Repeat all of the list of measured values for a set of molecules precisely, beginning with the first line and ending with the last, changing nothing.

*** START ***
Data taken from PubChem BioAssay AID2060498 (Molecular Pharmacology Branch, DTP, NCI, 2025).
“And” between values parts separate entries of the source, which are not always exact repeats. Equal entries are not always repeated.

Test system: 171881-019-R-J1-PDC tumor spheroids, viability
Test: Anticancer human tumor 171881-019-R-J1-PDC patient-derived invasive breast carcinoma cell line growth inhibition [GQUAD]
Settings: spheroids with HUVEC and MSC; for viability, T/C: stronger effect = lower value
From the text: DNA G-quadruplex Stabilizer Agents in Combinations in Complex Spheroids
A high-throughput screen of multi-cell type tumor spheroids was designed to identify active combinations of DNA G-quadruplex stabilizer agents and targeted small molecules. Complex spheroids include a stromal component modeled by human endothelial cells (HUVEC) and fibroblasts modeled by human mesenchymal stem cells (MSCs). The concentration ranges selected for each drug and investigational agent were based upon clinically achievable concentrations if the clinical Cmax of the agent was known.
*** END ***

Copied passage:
Data taken from PubChem BioAssay AID2060498 (Molecular Pharmacology Branch, DTP, NCI, 2025).
“And” between values parts separate entries of the source, which are not always exact repeats. Equal entries are not always repeated.

Test system: 171881-019-R-J1-PDC tumor spheroids, viability
Test: Anticancer human tumor 171881-019-R-J1-PDC patient-derived invasive breast carcinoma cell line growth inhibition [GQUAD]
Settings: spheroids with HUVEC and MSC; for viability, T/C: stronger effect = lower value
From the text: DNA G-quadruplex Stabilizer Agents in Combinations in Complex Spheroids
A high-throughput screen of multi-cell type tumor spheroids was designed to identify active combinations of DNA G-quadruplex stabilizer agents and targeted small molecules. Complex spheroids include a stromal component modeled by human endothelial cells (HUVEC) and fibroblasts modeled by human mesenchymal stem cells (MSCs). The concentration ranges selected for each drug and investigational agent were based upon clinically achievable concentrations if the clinical Cmax of the agent was known.